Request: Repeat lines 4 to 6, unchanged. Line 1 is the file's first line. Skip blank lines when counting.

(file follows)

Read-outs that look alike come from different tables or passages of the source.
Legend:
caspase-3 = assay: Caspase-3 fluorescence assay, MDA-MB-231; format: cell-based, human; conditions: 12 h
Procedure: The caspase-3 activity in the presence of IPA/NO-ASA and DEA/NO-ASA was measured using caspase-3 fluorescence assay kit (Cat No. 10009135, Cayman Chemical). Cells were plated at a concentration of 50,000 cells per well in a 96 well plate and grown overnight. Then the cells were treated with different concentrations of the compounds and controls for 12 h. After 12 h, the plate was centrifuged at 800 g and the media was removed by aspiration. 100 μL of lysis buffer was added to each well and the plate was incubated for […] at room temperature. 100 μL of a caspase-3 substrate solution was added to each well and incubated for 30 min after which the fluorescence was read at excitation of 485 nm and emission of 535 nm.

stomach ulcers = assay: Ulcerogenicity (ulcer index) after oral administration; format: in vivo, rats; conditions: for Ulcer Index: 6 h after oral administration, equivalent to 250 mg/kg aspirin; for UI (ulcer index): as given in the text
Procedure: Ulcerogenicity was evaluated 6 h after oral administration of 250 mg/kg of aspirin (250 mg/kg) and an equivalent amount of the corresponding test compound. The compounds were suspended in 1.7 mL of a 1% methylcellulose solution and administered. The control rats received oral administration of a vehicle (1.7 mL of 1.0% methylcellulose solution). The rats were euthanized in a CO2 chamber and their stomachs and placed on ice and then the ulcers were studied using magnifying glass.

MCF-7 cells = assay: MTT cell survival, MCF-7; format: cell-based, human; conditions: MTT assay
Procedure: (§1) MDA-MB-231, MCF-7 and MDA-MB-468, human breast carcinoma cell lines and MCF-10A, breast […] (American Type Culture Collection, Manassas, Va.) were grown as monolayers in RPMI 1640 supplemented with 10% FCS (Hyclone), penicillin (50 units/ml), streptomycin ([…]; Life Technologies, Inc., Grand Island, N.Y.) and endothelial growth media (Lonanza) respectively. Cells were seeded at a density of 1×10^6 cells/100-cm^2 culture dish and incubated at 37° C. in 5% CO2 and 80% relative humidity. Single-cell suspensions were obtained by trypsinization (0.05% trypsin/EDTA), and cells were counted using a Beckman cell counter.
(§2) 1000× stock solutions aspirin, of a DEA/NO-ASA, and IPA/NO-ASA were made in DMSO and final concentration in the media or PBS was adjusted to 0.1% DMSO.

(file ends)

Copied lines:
Procedure: The caspase-3 activity in the presence of IPA/NO-ASA and DEA/NO-ASA was measured using caspase-3 fluorescence assay kit (Cat No. 10009135, Cayman Chemical). Cells were plated at a concentration of 50,000 cells per well in a 96 well plate and grown overnight. Then the cells were treated with different concentrations of the compounds and controls for 12 h. After 12 h, the plate was centrifuged at 800 g and the media was removed by aspiration. 100 μL of lysis buffer was added to each well and the plate was incubated for […] at room temperature. 100 μL of a caspase-3 substrate solution was added to each well and incubated for 30 min after which the fluorescence was read at excitation of 485 nm and emission of 535 nm.

stomach ulcers = assay: Ulcerogenicity (ulcer index) after oral administration; format: in vivo, rats; conditions: for Ulcer Index: 6 h after oral administration, equivalent to 250 mg/kg aspirin; for UI (ulcer index): as given in the text
Procedure: Ulcerogenicity was evaluated 6 h after oral administration of 250 mg/kg of aspirin (250 mg/kg) and an equivalent amount of the corresponding test compound. The compounds were suspended in 1.7 mL of a 1% methylcellulose solution and administered. The control rats received oral administration of a vehicle (1.7 mL of 1.0% methylcellulose solution). The rats were euthanized in a CO2 chamber and their stomachs and placed on ice and then the ulcers were studied using magnifying glass.